Hyundai Motor India is witnessing a robust demand for diesel models in its portfolio which vindicates its stand for continuing with the technology even in the BS-VI emission regime, according to a senior company official. The country’s second largest passenger vehicle maker continued with the diesel models even as the country’s leading carmaker Maruti Suzuki decided to discontinue diesel cars from its portfolio with the onset of stricter BS-VI emission norms from April this year.
Several automakers decided to phase out diesel powertrains, especially small capacity engines, as they thought that small diesel cars would become expensive and thus out of reach for entry-level customers. Companies like Tata Motors and Toyota Kirloskar Motor discontinued small capacity diesel engines while continuing with bigger powertrains in their multi purpose vehicles and SUVs.
In an interview with PTI, Hyundai Motor India Director (Sales, Marketing and Service) Tarun Garg said that close to 60 per cent of the customers still prefer diesel trims in Creta. Similarly, about 32-33 per cent customers are opting for diesel versions of Venue and around 30-33 per cent customers are preferring diesel trims of Verna, he noted.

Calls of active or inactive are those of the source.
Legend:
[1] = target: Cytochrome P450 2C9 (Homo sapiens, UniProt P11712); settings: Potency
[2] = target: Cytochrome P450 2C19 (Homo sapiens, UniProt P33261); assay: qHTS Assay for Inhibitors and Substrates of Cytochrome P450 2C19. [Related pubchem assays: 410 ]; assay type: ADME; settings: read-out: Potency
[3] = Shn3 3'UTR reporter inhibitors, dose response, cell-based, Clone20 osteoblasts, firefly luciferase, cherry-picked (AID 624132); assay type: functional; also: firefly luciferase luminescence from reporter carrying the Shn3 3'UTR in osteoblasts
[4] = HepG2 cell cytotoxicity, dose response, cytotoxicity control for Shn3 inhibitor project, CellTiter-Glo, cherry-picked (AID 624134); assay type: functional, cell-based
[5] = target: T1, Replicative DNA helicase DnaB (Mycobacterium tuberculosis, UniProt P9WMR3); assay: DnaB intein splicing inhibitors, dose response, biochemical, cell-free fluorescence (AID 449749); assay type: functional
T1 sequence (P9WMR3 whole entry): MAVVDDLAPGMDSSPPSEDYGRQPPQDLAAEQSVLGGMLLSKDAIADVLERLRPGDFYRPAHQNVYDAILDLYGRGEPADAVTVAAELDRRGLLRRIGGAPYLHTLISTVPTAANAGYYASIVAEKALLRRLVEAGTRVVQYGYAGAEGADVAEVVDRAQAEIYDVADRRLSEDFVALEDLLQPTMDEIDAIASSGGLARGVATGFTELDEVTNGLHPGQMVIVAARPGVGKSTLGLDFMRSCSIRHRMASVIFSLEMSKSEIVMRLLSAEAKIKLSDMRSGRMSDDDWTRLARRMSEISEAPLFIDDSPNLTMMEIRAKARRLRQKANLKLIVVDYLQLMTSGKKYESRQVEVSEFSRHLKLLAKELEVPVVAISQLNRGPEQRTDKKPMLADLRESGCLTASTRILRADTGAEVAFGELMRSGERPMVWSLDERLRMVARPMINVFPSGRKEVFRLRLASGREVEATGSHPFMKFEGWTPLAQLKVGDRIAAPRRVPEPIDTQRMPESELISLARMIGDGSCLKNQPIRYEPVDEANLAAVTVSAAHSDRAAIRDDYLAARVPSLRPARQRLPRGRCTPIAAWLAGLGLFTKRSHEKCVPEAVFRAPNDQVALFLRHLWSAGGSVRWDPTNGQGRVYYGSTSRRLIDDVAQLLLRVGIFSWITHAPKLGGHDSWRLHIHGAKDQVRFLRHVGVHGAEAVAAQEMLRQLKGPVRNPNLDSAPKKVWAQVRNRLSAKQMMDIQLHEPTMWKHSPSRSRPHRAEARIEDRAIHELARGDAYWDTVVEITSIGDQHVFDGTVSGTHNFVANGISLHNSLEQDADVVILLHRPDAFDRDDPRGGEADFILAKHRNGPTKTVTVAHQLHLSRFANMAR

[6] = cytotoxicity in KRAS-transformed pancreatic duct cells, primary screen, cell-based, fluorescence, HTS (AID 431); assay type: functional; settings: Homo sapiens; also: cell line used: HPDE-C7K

“India has been a very high volume diesel market for the last ten years. The customer wants fun of driving, they want fuel efficiency, they want high torque, so that is why they buy diesel trims,” Garg noted. So it is not that suddenly these customers who are used to buying diesel cars will go away, he said.
“This is what Hyundai saw and our stand has been vindicated by the numbers we have been selling,” Garg added. He said there were certain regions in the country where the demand for diesel vehicles remained very strong.
“There are markets like Maharashtra, Uttar Pradesh, Madhya Pradesh, Andhra Pradesh, Telangana which are quite strong diesel markets,” Garg noted. The company believes in giving choice to the customer, he added.
“We want to be in the consideration… every person who wants mobility, and this is our responsibility and by offering petrol, diesel, turbo, CNG across variants, we are able to achieve that target,” Garg said. Hyundai currently utilises a range of BS-VI compliant diesel powertrains, including 1.2 litre, 1.5 litre and 2 litre capacity engines, to power its product range. The company’s recently launched all new i20 also comes with the 1.5 litre diesel engine. “Around 50 per cent of the sales of i20 come from diesel trims. With this new engine and other powertrain options, we are expecting better performance in terms of volumes and customer satisfaction,” Garg said.